Many historic accounts focus on the Goths and other Germanuc tribes over running the Wesern Empire. A more limited, but historically important Germanic invasion took place in the north, the invasion of Roman Britain. The invasions took place after the last Roman garison withdrew from Britain (407 AD) abd was largely accomplished by the time St Augustine arrived (end of the 6th century). The Germaniv invasions significantly changed the democraphic and ethnic pattern of Britain, especially what we now call England. The make up of the population, language, political structure, and other institutions were fundamentally changed. The Germanic invaders replaced the Romanized Celts who might be called the British. Historians have differed over the interactions between Germanic invaders and British. The disappearance of Latin and Celtic suggested that the Germanic invaders did not absorbe the Celts, but rather conducted a war of extinction. Modern DNA studies tends to confirm this. Not only did Germanic dialects (which evolved into Old English) replace Latin and Celtic, but loose knit and often feuding hereditary kingships replaced the more centrally governed system of provinces left by the Romans. [Myres] Urban life desintegrated and the Roman cities were largely abandoned. The problem for historians is that the victors were the Germanic tribes or Anglo-Saxons who were not literate at the time and thus there are no surviving contemprary written accounts. The earliest accounts of the conquest come several centuries later. Available sources suggest that the British (Roman-Celtic) authorities after the departure of the Legions had increasing duifficulty resisting the depredations of the northern tribes. They apparently hired a Germanic warlord and his men as mercenaries (mid-5th century). Relations soon desintegrated and the Germans not only revolted, but invited kinsmen to join them. The Germanic tribes gradually gained controll over much of low-land Britain. The stuggle of the Romanized Celts and Germanic tribes appears to to be the genesis of the Arthurian legend. While the Britons apprarentlt held out for some time, they were eventually driven into the mountaneous western areas and survived as the Welsh people. At the time Saint Augustine arrived, the Anglo Saxons controlled most of southern Engkland and were expanding north and west (late 6th century). It is not all together clear who the Germanic invaders were. The Britons tended to call them Saxons. The name England of course comes from the Anglii, another Germanic tribe. The Anglii settlements evolved into the kingdoms of East Anglia, Mercia, and Northumbria. The Saxons settlements appeared to have founded the kingdoms of Sussex, Wessex, and Essex. The Jutes apprear to have predominated in Kent and the Isle of Wight. One poorly understood question is the role of the Frisians in the conquest. The Frisians were a seafarring people abd the Anglii and Saxons had to pass through their territory to reach Briton, yet the Frisians are rarely mentione in the medieval chronicles. Frisian is the the modern language most closely related to the Old English of the Anglo-Saxons.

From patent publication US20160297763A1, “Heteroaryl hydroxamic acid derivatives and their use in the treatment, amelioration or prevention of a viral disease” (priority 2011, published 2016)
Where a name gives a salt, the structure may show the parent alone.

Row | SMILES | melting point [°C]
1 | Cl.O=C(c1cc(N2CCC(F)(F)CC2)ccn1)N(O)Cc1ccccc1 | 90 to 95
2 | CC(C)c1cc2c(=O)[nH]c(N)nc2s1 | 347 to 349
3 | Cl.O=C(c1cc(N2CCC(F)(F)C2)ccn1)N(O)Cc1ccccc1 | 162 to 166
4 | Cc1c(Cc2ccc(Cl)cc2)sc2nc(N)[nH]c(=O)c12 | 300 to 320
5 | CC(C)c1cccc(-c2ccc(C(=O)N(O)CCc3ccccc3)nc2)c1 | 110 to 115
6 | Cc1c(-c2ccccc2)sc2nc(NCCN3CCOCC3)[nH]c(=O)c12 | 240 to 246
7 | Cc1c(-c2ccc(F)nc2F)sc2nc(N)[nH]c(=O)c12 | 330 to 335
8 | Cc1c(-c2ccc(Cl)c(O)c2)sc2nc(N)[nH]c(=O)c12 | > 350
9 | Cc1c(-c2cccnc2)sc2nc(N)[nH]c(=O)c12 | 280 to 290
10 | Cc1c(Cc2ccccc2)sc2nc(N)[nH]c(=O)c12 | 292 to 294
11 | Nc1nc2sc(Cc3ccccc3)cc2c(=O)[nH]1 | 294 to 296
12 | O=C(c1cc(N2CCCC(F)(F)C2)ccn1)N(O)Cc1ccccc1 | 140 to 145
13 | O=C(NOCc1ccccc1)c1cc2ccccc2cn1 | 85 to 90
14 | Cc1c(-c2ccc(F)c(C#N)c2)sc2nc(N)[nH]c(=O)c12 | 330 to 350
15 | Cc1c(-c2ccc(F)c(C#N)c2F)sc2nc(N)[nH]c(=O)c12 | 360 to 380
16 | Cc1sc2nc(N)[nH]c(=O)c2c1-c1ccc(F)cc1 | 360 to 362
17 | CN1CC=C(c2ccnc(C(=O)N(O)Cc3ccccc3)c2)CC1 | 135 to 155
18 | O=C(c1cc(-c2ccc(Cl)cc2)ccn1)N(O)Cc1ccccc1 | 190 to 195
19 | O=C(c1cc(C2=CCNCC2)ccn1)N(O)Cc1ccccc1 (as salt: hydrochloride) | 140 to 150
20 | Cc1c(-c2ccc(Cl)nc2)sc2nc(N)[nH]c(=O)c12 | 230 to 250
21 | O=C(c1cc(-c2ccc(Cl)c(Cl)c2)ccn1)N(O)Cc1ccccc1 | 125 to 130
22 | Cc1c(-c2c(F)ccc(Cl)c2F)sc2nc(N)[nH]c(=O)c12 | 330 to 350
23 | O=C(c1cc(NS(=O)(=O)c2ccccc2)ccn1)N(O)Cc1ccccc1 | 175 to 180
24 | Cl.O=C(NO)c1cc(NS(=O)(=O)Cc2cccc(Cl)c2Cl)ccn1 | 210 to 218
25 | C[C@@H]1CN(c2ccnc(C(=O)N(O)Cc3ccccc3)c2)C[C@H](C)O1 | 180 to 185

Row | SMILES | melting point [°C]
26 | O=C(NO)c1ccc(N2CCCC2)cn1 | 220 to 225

Competing Kingdoms